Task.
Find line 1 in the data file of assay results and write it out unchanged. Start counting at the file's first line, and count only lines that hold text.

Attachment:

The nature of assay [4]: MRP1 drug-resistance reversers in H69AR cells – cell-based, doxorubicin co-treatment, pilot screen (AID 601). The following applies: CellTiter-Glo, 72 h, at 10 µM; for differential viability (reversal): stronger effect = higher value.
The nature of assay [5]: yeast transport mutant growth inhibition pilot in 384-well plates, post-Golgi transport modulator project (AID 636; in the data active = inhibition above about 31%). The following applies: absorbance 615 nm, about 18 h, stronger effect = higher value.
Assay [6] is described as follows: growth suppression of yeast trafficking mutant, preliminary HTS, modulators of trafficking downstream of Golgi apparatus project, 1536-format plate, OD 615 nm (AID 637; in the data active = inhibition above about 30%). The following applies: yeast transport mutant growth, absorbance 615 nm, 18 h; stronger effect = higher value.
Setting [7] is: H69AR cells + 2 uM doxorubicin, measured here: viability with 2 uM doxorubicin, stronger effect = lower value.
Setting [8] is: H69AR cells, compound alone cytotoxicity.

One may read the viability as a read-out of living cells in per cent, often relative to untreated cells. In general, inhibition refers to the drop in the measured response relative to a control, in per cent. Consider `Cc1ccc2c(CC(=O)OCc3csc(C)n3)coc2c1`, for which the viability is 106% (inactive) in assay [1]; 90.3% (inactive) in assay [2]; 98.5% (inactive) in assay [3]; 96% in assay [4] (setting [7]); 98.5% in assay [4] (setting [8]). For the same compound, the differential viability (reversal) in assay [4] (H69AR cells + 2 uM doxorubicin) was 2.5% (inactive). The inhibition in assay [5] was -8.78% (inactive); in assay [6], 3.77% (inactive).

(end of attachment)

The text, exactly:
The nature of assay [4]: MRP1 drug-resistance reversers in H69AR cells – cell-based, doxorubicin co-treatment, pilot screen (AID 601). The following applies: CellTiter-Glo, 72 h, at 10 µM; for differential viability (reversal): stronger effect = higher value.